Why you should use protein powder

Protein is an essential macronutrient that helps build muscle, repair tissue, and make enzymes and hormones. Not getting enough protein can lead to:

– Muscle mass loss

– Skin, hair and nail problems

– Slow healing if you get cuts, bruises, broken tissue

– Mood swings

– Brittle bones

Apart from avoiding the issues above there are plenty of other reasons to include enough protein in your diet:

– Appetite control

– Weight and body composition management

– Muscle growth or maintenance

– Improved immune function

– Faster exercise recovery

The ideal way to get protein is by eating whole foods mostly because they also provide essential nutrients, vitamins and minerals. However, sometimes you don’t have time to prepare and eat huge meals and you don’t always have the appetite. So protein supplements can be very convenient when you need to “put” protein in your body but you are short on time and you don’t feel hungry. Not feeling hungry can really be an issue when it comes to feeding your body with enough nutrients – it is so much easier to drink something than to eat a massive chicken breast if you don’t have an appetite.

Animal sourced protein powders. These are well-studied which means they are reliable nutrient sources:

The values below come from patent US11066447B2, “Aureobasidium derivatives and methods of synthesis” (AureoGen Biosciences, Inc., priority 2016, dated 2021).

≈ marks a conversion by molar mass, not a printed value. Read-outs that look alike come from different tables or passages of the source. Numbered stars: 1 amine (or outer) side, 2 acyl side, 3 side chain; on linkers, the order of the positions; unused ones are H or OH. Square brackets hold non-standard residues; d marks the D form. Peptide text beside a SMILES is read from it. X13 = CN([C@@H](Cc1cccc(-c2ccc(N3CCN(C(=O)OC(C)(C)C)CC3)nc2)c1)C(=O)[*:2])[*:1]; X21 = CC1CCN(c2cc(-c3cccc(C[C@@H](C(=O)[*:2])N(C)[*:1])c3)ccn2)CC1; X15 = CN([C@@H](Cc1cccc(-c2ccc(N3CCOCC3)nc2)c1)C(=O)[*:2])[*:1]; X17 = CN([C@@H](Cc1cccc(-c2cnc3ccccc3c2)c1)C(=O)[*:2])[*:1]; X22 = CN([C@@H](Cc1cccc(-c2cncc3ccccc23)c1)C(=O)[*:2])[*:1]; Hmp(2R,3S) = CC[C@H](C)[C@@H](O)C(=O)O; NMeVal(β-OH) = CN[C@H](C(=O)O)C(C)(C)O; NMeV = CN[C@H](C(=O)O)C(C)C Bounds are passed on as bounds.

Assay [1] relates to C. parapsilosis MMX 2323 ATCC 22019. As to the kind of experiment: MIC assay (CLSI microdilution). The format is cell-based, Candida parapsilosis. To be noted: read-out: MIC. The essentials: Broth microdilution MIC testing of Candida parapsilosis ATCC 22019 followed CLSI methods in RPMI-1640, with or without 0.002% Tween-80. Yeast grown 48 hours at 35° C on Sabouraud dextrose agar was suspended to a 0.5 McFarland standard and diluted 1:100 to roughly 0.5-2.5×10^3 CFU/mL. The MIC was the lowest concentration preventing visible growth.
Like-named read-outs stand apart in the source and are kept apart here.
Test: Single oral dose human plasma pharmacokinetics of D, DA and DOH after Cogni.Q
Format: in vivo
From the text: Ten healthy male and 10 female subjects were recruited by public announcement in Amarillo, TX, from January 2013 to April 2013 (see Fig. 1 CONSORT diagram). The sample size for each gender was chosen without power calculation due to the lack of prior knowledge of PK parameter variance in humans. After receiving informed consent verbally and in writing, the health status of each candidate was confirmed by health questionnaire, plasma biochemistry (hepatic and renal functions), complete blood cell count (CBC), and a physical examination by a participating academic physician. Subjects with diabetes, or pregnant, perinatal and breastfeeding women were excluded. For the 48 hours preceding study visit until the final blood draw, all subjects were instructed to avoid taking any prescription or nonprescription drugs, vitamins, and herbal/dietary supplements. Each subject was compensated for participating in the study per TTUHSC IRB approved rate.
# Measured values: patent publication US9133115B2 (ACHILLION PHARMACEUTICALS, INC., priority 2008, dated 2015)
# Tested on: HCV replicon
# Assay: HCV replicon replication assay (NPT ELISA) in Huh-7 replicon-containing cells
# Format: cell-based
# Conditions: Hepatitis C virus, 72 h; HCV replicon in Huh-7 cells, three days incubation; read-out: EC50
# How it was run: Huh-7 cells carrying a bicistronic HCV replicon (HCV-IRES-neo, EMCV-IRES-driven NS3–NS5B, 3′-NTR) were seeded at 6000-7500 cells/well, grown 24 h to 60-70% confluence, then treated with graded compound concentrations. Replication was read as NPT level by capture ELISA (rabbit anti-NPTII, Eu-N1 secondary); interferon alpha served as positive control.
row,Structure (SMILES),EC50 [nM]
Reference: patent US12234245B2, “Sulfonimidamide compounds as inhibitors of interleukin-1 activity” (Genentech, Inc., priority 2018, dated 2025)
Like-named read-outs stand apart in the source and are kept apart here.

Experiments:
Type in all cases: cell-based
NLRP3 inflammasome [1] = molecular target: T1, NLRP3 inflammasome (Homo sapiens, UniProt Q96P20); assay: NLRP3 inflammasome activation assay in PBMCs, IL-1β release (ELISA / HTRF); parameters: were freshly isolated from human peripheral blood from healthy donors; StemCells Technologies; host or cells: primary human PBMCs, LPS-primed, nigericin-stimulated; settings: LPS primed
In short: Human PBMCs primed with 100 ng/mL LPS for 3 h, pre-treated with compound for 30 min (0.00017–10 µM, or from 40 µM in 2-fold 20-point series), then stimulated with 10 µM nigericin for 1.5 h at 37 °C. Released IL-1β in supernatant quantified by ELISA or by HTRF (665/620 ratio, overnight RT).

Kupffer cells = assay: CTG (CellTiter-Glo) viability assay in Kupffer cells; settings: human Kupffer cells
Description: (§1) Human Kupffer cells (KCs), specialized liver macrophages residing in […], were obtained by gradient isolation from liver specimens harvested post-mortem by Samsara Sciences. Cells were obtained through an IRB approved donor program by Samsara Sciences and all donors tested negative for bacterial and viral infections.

Whey protein is usually recommended for post-workout shakes because it’s an incredibly high-quality protein and fast-digesting.

Casein is often recommended as the best type of protein powder to have before bed as it digests more slowly.

If you are prone to digestive issues, the more processed variants of these proteins, such as isolates and hydrolysates, are usually easier on the stomach.

Egg white protein is a good option for Ovo Vegetarians. This is a milk-free protein source of complete protein.

(Complete protein or whole protein contains all the 9 amino acids necessary in the human diet. Animal proteins are complete – BWG note).

However there are differences in digestion and absorption among protein products but these are not the most significant factors. The most important factor is your total protein intake across the day.

Plant-based protein powders. If you are intolerant to eggs and/or dairy or you don’t consume animal sources of food for moral reasons you’ll be better off with a plant-based protein powder. Most plant-based proteins are not complete proteins.

Soy protein is effective for promoting muscle growth and it is a complete protein.

Pea protein is highly digestible, hypo-allergenic, and usually inexpensive.

Rice protein is also a good hypo-allergenic protein choice and tends to be relatively inexpensive.

Hemp protein powder is made by grinding up hemp seeds, making it a great whole-food choice.

Protein powder is not a nutrition essential. But it is a useful tool.

If your goal is weight/fat loss the best protein powder for you is one that is higher in protein and lower in carbs and fat. If you aim to gain muscle and you are struggling to get adequate overall calories a protein powder that is rich in carbohydrates can be helpful around workouts.

Photo credit: https://lyfefuel.com

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